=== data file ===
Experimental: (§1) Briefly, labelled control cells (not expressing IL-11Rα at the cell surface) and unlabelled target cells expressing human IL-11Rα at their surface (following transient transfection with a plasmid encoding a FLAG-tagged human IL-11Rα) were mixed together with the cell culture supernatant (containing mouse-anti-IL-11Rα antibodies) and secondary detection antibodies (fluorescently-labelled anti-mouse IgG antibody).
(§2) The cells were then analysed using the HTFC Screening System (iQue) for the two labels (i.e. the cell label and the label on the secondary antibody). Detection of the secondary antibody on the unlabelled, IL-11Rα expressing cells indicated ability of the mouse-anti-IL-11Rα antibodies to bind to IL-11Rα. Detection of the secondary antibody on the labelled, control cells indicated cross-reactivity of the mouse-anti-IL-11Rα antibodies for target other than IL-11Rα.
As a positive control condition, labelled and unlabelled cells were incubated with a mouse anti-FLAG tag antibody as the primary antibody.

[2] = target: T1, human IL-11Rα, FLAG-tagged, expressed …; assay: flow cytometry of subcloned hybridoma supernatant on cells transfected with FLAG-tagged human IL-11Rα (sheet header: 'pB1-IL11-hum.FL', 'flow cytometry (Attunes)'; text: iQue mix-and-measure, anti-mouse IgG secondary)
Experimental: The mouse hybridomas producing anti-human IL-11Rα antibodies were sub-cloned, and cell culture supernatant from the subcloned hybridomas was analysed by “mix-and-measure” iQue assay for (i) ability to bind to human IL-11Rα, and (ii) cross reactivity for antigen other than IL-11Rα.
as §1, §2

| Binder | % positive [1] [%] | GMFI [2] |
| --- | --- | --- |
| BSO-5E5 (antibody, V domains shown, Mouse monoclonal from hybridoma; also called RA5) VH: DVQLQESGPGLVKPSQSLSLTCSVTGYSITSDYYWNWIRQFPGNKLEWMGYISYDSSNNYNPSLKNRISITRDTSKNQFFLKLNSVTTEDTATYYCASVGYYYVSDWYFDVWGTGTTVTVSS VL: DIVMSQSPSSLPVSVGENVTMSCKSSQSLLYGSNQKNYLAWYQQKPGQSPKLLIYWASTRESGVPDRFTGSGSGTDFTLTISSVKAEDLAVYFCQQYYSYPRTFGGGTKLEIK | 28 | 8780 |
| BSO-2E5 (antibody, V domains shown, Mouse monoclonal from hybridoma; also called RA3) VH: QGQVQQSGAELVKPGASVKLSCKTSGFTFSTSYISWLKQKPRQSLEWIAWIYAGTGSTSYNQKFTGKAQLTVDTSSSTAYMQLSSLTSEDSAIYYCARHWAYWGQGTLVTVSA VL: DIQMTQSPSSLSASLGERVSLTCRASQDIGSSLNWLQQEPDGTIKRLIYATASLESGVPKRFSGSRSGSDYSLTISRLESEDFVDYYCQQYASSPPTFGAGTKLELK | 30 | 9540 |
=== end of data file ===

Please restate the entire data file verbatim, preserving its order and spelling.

Experimental: (§1) Briefly, labelled control cells (not expressing IL-11Rα at the cell surface) and unlabelled target cells expressing human IL-11Rα at their surface (following transient transfection with a plasmid encoding a FLAG-tagged human IL-11Rα) were mixed together with the cell culture supernatant (containing mouse-anti-IL-11Rα antibodies) and secondary detection antibodies (fluorescently-labelled anti-mouse IgG antibody).
(§2) The cells were then analysed using the HTFC Screening System (iQue) for the two labels (i.e. the cell label and the label on the secondary antibody). Detection of the secondary antibody on the unlabelled, IL-11Rα expressing cells indicated ability of the mouse-anti-IL-11Rα antibodies to bind to IL-11Rα. Detection of the secondary antibody on the labelled, control cells indicated cross-reactivity of the mouse-anti-IL-11Rα antibodies for target other than IL-11Rα.
As a positive control condition, labelled and unlabelled cells were incubated with a mouse anti-FLAG tag antibody as the primary antibody.

[2] = target: T1, human IL-11Rα, FLAG-tagged, expressed …; assay: flow cytometry of subcloned hybridoma supernatant on cells transfected with FLAG-tagged human IL-11Rα (sheet header: 'pB1-IL11-hum.FL', 'flow cytometry (Attunes)'; text: iQue mix-and-measure, anti-mouse IgG secondary)
Experimental: The mouse hybridomas producing anti-human IL-11Rα antibodies were sub-cloned, and cell culture supernatant from the subcloned hybridomas was analysed by “mix-and-measure” iQue assay for (i) ability to bind to human IL-11Rα, and (ii) cross reactivity for antigen other than IL-11Rα.
as §1, §2

| Binder | % positive [1] [%] | GMFI [2] |
| --- | --- | --- |
| BSO-5E5 (antibody, V domains shown, Mouse monoclonal from hybridoma; also called RA5) VH: DVQLQESGPGLVKPSQSLSLTCSVTGYSITSDYYWNWIRQFPGNKLEWMGYISYDSSNNYNPSLKNRISITRDTSKNQFFLKLNSVTTEDTATYYCASVGYYYVSDWYFDVWGTGTTVTVSS VL: DIVMSQSPSSLPVSVGENVTMSCKSSQSLLYGSNQKNYLAWYQQKPGQSPKLLIYWASTRESGVPDRFTGSGSGTDFTLTISSVKAEDLAVYFCQQYYSYPRTFGGGTKLEIK | 28 | 8780 |
| BSO-2E5 (antibody, V domains shown, Mouse monoclonal from hybridoma; also called RA3) VH: QGQVQQSGAELVKPGASVKLSCKTSGFTFSTSYISWLKQKPRQSLEWIAWIYAGTGSTSYNQKFTGKAQLTVDTSSSTAYMQLSSLTSEDSAIYYCARHWAYWGQGTLVTVSA VL: DIQMTQSPSSLSASLGERVSLTCRASQDIGSSLNWLQQEPDGTIKRLIYATASLESGVPKRFSGSRSGSDYSLTISRLESEDFVDYYCQQYASSPPTFGAGTKLELK | 30 | 9540 |